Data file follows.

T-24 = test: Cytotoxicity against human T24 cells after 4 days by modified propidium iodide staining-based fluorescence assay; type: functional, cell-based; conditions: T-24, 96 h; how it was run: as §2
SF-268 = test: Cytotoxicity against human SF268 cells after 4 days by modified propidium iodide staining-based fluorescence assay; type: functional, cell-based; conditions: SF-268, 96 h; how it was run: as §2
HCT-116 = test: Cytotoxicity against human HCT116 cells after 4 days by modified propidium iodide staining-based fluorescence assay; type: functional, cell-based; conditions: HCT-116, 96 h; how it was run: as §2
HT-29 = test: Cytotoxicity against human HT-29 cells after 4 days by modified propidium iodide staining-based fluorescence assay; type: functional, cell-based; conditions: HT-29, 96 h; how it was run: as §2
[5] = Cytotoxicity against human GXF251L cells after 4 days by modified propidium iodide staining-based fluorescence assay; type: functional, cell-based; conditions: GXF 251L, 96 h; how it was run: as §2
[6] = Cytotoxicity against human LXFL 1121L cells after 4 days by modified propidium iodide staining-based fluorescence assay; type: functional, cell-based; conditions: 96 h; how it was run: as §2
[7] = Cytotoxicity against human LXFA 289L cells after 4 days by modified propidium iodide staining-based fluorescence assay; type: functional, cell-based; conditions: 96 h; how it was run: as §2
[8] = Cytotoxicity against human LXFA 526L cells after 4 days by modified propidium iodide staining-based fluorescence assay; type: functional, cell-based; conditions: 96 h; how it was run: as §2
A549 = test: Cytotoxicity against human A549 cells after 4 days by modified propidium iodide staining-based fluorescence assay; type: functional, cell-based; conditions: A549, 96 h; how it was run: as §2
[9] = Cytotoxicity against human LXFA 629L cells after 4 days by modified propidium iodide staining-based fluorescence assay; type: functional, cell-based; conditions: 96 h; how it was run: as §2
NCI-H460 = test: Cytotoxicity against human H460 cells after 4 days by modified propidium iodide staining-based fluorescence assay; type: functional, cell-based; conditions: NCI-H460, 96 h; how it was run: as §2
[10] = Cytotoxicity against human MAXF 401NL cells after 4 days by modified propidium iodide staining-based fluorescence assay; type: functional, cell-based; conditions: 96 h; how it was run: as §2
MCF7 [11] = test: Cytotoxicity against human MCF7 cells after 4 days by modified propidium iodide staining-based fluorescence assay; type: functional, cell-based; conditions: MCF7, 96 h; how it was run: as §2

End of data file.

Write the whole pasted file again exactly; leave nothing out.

T-24 = test: Cytotoxicity against human T24 cells after 4 days by modified propidium iodide staining-based fluorescence assay; type: functional, cell-based; conditions: T-24, 96 h; how it was run: as §2
SF-268 = test: Cytotoxicity against human SF268 cells after 4 days by modified propidium iodide staining-based fluorescence assay; type: functional, cell-based; conditions: SF-268, 96 h; how it was run: as §2
HCT-116 = test: Cytotoxicity against human HCT116 cells after 4 days by modified propidium iodide staining-based fluorescence assay; type: functional, cell-based; conditions: HCT-116, 96 h; how it was run: as §2
HT-29 = test: Cytotoxicity against human HT-29 cells after 4 days by modified propidium iodide staining-based fluorescence assay; type: functional, cell-based; conditions: HT-29, 96 h; how it was run: as §2
[5] = Cytotoxicity against human GXF251L cells after 4 days by modified propidium iodide staining-based fluorescence assay; type: functional, cell-based; conditions: GXF 251L, 96 h; how it was run: as §2
[6] = Cytotoxicity against human LXFL 1121L cells after 4 days by modified propidium iodide staining-based fluorescence assay; type: functional, cell-based; conditions: 96 h; how it was run: as §2
[7] = Cytotoxicity against human LXFA 289L cells after 4 days by modified propidium iodide staining-based fluorescence assay; type: functional, cell-based; conditions: 96 h; how it was run: as §2
[8] = Cytotoxicity against human LXFA 526L cells after 4 days by modified propidium iodide staining-based fluorescence assay; type: functional, cell-based; conditions: 96 h; how it was run: as §2
A549 = test: Cytotoxicity against human A549 cells after 4 days by modified propidium iodide staining-based fluorescence assay; type: functional, cell-based; conditions: A549, 96 h; how it was run: as §2
[9] = Cytotoxicity against human LXFA 629L cells after 4 days by modified propidium iodide staining-based fluorescence assay; type: functional, cell-based; conditions: 96 h; how it was run: as §2
NCI-H460 = test: Cytotoxicity against human H460 cells after 4 days by modified propidium iodide staining-based fluorescence assay; type: functional, cell-based; conditions: NCI-H460, 96 h; how it was run: as §2
[10] = Cytotoxicity against human MAXF 401NL cells after 4 days by modified propidium iodide staining-based fluorescence assay; type: functional, cell-based; conditions: 96 h; how it was run: as §2
MCF7 [11] = test: Cytotoxicity against human MCF7 cells after 4 days by modified propidium iodide staining-based fluorescence assay; type: functional, cell-based; conditions: MCF7, 96 h; how it was run: as §2